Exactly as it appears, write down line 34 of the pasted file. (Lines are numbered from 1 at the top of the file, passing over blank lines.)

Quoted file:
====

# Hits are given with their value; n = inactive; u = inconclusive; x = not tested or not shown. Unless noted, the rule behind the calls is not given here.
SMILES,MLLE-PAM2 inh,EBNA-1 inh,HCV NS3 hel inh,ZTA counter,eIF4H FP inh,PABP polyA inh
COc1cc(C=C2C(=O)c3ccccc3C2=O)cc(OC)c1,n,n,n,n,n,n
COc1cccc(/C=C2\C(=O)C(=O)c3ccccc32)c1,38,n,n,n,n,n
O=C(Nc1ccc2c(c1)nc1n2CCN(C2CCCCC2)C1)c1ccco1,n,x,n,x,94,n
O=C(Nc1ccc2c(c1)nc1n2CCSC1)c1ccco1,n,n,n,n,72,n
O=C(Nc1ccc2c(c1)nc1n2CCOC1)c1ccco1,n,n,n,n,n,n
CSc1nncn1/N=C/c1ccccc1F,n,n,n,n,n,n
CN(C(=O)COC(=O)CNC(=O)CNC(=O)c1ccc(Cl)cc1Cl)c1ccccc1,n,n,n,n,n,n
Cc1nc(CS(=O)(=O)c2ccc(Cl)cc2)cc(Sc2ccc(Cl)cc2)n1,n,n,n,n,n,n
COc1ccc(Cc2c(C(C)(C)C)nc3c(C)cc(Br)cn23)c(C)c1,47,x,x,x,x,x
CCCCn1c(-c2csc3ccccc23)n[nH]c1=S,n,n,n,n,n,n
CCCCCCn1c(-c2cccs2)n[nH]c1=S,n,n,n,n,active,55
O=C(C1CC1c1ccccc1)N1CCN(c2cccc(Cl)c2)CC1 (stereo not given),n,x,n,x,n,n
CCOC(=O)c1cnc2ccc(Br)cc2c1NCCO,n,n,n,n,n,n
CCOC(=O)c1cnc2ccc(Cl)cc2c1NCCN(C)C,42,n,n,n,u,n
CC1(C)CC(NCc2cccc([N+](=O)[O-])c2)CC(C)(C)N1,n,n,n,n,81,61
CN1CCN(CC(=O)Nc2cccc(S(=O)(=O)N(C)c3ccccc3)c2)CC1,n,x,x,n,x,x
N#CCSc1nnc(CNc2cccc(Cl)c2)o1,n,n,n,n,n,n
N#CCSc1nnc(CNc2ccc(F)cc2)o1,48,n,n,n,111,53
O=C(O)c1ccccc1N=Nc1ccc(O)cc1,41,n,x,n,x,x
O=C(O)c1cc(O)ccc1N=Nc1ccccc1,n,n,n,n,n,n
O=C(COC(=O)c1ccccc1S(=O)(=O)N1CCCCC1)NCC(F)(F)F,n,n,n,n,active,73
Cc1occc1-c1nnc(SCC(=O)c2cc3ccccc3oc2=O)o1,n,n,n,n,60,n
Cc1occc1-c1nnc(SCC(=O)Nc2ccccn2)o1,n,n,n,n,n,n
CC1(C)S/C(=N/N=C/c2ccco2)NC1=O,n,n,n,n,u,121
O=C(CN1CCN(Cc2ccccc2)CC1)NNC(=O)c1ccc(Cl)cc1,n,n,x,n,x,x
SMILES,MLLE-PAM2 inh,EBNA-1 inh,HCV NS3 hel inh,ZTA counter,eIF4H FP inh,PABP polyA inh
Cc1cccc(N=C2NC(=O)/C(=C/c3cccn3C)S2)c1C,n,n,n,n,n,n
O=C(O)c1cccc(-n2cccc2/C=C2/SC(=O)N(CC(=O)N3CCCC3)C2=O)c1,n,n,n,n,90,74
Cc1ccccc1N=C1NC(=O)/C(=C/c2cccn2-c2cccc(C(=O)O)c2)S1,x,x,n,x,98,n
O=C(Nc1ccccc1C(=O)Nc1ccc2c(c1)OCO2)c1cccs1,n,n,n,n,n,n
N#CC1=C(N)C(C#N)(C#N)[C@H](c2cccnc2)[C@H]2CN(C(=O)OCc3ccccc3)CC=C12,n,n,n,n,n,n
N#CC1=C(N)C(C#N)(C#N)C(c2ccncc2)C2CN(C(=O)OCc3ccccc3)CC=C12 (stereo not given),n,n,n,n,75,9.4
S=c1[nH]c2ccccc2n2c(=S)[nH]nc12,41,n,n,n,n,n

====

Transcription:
N#CC1=C(N)C(C#N)(C#N)C(c2ccncc2)C2CN(C(=O)OCc3ccccc3)CC=C12 (stereo not given),n,n,n,n,75,9.4